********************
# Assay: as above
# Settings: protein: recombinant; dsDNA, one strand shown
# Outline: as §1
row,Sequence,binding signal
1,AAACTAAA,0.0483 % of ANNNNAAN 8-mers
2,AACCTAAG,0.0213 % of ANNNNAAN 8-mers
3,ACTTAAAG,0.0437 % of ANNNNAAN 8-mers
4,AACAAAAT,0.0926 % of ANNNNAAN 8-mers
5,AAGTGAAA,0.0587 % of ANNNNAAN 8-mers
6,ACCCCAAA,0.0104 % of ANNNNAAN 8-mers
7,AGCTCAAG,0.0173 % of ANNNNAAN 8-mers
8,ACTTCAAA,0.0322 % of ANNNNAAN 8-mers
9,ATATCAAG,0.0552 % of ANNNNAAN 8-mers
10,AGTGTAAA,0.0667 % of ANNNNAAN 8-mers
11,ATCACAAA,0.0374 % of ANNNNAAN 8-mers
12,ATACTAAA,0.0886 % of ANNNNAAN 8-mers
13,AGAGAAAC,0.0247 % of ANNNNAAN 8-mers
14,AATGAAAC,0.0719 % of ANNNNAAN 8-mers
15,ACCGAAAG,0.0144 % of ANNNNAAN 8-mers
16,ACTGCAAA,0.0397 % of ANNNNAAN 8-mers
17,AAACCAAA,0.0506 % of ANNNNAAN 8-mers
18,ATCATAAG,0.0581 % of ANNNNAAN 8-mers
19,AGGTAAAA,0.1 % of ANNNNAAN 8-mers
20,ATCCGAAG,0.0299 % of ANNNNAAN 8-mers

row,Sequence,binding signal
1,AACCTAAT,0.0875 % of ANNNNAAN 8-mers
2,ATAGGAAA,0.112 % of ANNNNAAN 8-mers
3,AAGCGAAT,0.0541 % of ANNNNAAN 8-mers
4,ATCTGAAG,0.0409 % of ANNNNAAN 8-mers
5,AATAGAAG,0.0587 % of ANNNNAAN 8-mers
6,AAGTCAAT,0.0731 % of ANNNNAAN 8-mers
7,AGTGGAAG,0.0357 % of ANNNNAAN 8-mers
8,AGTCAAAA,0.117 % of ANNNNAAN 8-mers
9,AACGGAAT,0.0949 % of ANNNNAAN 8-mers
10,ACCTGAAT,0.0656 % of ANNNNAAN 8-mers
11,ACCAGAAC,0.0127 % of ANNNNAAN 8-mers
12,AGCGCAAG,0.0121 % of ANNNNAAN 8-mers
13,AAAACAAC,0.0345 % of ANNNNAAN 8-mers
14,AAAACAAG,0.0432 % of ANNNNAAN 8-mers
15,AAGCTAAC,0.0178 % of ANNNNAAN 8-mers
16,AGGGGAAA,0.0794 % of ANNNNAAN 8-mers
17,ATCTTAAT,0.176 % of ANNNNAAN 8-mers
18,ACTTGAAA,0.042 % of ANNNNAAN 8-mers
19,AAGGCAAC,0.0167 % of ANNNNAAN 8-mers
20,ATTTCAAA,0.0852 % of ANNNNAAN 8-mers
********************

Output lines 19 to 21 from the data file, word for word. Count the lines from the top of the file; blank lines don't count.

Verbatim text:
15,ACCGAAAG,0.0144 % of ANNNNAAN 8-mers
16,ACTGCAAA,0.0397 % of ANNNNAAN 8-mers
17,AAACCAAA,0.0506 % of ANNNNAAN 8-mers